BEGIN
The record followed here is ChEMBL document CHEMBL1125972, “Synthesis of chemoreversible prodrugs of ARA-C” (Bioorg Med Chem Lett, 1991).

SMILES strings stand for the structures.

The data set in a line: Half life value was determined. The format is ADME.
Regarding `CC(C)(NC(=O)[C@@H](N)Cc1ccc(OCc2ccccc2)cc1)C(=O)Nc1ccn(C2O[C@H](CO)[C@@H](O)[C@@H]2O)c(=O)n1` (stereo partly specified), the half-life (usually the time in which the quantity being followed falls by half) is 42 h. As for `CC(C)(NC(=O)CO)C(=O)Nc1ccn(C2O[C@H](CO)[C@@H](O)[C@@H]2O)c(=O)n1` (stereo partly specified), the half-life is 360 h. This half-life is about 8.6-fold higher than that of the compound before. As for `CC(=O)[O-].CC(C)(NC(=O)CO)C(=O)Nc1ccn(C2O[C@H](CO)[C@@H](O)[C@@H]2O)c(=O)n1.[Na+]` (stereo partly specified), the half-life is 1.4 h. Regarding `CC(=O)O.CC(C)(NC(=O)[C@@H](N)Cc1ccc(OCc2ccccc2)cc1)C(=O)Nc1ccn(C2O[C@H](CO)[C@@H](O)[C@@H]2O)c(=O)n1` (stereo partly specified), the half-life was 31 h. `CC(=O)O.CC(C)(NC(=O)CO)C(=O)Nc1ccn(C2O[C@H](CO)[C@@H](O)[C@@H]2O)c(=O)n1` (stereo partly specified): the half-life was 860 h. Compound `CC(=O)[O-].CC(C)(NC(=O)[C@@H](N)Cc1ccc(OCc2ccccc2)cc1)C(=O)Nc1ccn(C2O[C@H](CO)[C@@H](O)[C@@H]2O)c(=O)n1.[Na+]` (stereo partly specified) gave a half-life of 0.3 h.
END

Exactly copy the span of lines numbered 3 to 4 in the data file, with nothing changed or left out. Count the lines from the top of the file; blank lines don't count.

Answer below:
The data set in a line: Half life value was determined. The format is ADME.
Regarding `CC(C)(NC(=O)[C@@H](N)Cc1ccc(OCc2ccccc2)cc1)C(=O)Nc1ccn(C2O[C@H](CO)[C@@H](O)[C@@H]2O)c(=O)n1` (stereo partly specified), the half-life (usually the time in which the quantity being followed falls by half) is 42 h. As for `CC(C)(NC(=O)CO)C(=O)Nc1ccn(C2O[C@H](CO)[C@@H](O)[C@@H]2O)c(=O)n1` (stereo partly specified), the half-life is 360 h. This half-life is about 8.6-fold higher than that of the compound before. As for `CC(=O)[O-].CC(C)(NC(=O)CO)C(=O)Nc1ccn(C2O[C@H](CO)[C@@H](O)[C@@H]2O)c(=O)n1.[Na+]` (stereo partly specified), the half-life is 1.4 h. Regarding `CC(=O)O.CC(C)(NC(=O)[C@@H](N)Cc1ccc(OCc2ccccc2)cc1)C(=O)Nc1ccn(C2O[C@H](CO)[C@@H](O)[C@@H]2O)c(=O)n1` (stereo partly specified), the half-life was 31 h. `CC(=O)O.CC(C)(NC(=O)CO)C(=O)Nc1ccn(C2O[C@H](CO)[C@@H](O)[C@@H]2O)c(=O)n1` (stereo partly specified): the half-life was 860 h. Compound `CC(=O)[O-].CC(C)(NC(=O)[C@@H](N)Cc1ccc(OCc2ccccc2)cc1)C(=O)Nc1ccn(C2O[C@H](CO)[C@@H](O)[C@@H]2O)c(=O)n1.[Na+]` (stereo partly specified) gave a half-life of 0.3 h.